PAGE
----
The electric car manufacturer, Tesla, has announced on Monday (25 October) the opening of its new research and data centre, the first of its kind built outside the United States in Shanghai, China.
The 210-acre Gigafactory data centre, in the city’s Lingang district, was first unveiled in April as per Chinese regulations, where subsidiaries in China are required to store their data within the country.
China’s latest data security law, which is based on the 2017 cybersecurity law, has set out major rules on governing the storage and transfer of data of Chinese origins amid greater public scrutiny of how personal information is handled.
The launch of this centre means both the company’s further localisation process, and new research and development, will be undertaken in China, with a focus on sectors including software, hardware, electronics, materials, power and energy.
The state-run media outlet, Global Times, indicates the completion of the centre shows the US-based carmaker’s “positive attitude toward the Chinese market” in spite of tensions between the two countries in critical subject areas such as data security.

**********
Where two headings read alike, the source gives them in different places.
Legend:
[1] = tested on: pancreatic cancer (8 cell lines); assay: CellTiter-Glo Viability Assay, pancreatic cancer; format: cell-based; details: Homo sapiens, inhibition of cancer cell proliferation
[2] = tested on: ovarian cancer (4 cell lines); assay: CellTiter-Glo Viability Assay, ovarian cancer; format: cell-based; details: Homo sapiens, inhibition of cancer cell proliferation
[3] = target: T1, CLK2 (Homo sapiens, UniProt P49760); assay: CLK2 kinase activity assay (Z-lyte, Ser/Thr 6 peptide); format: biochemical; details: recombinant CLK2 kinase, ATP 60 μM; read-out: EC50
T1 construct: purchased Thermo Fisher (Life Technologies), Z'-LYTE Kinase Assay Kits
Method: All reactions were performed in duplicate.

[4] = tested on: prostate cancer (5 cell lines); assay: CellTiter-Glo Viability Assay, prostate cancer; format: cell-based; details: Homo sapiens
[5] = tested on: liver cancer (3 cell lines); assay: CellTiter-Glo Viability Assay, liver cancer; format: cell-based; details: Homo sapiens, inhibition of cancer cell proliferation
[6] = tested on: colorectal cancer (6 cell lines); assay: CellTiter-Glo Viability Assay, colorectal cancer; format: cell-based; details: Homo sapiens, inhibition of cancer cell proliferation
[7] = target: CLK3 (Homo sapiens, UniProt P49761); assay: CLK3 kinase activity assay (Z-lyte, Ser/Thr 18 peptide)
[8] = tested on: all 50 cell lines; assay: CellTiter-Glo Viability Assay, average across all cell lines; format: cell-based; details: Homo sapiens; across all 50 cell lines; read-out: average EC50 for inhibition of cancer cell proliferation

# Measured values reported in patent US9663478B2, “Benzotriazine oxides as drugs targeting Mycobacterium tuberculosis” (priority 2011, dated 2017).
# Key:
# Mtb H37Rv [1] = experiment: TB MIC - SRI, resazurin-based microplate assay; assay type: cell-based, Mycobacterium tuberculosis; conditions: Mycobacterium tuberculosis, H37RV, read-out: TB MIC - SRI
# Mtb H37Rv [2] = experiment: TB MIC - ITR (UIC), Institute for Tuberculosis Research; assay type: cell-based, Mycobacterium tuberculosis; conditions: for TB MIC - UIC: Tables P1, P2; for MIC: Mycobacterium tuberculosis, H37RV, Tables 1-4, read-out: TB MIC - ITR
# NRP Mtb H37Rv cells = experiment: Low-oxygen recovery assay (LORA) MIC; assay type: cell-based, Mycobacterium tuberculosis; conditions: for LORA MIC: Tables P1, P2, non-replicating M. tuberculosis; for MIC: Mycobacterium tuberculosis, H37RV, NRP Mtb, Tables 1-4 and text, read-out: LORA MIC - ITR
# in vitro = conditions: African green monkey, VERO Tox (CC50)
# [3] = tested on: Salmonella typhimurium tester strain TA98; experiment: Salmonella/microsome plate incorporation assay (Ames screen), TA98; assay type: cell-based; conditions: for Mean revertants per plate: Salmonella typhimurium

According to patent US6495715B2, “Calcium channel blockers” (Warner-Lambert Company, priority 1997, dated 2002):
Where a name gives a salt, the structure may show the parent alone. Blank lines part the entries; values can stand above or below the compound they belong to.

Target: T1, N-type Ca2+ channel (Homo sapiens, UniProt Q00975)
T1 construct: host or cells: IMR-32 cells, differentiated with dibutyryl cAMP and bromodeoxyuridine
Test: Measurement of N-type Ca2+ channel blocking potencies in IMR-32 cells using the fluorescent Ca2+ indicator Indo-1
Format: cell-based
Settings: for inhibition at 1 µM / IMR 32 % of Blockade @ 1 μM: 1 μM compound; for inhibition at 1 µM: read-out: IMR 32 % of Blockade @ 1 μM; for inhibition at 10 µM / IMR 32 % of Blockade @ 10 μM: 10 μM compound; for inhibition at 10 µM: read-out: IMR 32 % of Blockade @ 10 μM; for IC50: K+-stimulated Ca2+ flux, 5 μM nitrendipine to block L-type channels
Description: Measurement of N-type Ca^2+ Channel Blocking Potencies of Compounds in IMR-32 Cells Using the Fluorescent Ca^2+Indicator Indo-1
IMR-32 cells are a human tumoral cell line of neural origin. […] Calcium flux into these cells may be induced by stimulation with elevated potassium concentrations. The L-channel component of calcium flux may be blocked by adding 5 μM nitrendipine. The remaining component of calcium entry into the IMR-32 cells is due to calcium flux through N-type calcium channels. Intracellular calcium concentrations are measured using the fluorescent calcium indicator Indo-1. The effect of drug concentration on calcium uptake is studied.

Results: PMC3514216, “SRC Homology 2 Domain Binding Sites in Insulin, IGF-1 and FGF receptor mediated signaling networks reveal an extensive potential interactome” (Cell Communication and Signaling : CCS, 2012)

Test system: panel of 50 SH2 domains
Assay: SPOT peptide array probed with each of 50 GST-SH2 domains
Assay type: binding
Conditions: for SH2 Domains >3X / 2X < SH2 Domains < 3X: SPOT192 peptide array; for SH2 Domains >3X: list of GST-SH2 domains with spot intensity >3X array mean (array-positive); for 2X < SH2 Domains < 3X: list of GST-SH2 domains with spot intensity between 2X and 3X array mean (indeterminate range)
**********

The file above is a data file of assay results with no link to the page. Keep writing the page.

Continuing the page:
Earlier in September, Elon Musk (CEO of Tesla) reassured his commitment to continuing investing in China and stressed that, “all personally identifiable information is securely stored in China without being transferred abroad” as data security is “key to the success of intelligent and connected vehicles”.
The company’s annual output in China is expected to exceed 450,000 units for the first time since it broke ground in Shanghai two years ago. While the Chinese production site contributes to nearly 30 per cent of Tesla’s total exports in the first half of 2021, the company’s localisation rate is believed to reach 90 per cent by the end of this year.
Overall, these localisation efforts, and being in line with the Chinese government, will allow Tesla to further make advancements within the Chinese market of electric vehicles.